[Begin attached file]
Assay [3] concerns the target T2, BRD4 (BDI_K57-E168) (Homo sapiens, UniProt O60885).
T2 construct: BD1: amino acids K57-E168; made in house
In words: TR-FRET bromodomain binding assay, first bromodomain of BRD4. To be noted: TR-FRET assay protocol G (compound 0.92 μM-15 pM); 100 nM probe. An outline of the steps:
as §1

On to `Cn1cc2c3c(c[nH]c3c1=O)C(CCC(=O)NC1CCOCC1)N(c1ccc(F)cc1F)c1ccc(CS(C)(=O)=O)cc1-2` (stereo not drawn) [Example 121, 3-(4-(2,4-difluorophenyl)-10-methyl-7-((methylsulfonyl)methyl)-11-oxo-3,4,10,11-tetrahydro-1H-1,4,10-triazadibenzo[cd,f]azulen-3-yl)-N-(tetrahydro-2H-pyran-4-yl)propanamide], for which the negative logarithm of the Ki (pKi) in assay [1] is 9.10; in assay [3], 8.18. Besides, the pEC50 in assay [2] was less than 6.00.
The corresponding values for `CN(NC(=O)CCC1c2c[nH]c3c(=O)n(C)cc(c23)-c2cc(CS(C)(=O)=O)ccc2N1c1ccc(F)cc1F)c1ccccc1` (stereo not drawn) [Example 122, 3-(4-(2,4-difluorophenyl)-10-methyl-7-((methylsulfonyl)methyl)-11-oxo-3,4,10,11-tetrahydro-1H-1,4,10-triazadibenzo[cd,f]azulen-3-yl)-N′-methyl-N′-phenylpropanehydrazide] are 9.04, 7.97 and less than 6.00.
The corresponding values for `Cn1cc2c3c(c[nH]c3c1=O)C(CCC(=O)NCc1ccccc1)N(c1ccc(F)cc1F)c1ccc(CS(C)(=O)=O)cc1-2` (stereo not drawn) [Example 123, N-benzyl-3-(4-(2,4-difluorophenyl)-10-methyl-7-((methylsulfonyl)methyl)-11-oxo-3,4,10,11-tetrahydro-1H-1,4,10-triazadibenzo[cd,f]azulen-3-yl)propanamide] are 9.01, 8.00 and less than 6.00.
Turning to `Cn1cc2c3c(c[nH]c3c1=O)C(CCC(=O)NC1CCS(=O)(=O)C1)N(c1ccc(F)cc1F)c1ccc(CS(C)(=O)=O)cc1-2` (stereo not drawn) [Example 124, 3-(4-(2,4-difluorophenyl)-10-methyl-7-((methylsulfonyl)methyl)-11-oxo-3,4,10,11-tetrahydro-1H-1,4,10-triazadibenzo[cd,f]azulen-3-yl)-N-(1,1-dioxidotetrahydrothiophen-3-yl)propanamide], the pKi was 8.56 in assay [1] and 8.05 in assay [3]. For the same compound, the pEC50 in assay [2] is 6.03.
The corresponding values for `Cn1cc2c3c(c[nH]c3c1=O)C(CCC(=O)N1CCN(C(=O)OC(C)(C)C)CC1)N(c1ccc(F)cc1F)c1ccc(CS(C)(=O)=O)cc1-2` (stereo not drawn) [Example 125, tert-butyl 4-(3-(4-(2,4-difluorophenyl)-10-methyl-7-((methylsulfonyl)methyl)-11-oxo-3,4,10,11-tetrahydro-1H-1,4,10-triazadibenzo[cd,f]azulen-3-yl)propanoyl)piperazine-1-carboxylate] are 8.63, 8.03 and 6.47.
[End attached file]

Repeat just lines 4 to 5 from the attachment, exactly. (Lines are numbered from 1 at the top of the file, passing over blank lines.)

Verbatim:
as §1

On to `Cn1cc2c3c(c[nH]c3c1=O)C(CCC(=O)NC1CCOCC1)N(c1ccc(F)cc1F)c1ccc(CS(C)(=O)=O)cc1-2` (stereo not drawn) [Example 121, 3-(4-(2,4-difluorophenyl)-10-methyl-7-((methylsulfonyl)methyl)-11-oxo-3,4,10,11-tetrahydro-1H-1,4,10-triazadibenzo[cd,f]azulen-3-yl)-N-(tetrahydro-2H-pyran-4-yl)propanamide], for which the negative logarithm of the Ki (pKi) in assay [1] is 9.10; in assay [3], 8.18. Besides, the pEC50 in assay [2] was less than 6.00.